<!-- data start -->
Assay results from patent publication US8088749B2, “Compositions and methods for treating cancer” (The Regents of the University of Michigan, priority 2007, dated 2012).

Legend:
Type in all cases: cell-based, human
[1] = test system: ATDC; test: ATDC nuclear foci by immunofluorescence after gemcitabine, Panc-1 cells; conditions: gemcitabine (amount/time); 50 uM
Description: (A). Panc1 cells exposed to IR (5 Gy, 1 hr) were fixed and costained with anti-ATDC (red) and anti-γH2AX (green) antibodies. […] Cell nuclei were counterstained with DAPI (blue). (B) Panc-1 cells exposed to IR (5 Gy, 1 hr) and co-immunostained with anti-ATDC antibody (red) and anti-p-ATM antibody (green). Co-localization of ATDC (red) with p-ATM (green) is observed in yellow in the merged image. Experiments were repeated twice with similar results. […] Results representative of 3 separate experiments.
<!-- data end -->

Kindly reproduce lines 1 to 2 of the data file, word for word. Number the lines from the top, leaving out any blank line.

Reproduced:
Assay results from patent publication US8088749B2, “Compositions and methods for treating cancer” (The Regents of the University of Michigan, priority 2007, dated 2012).

Legend: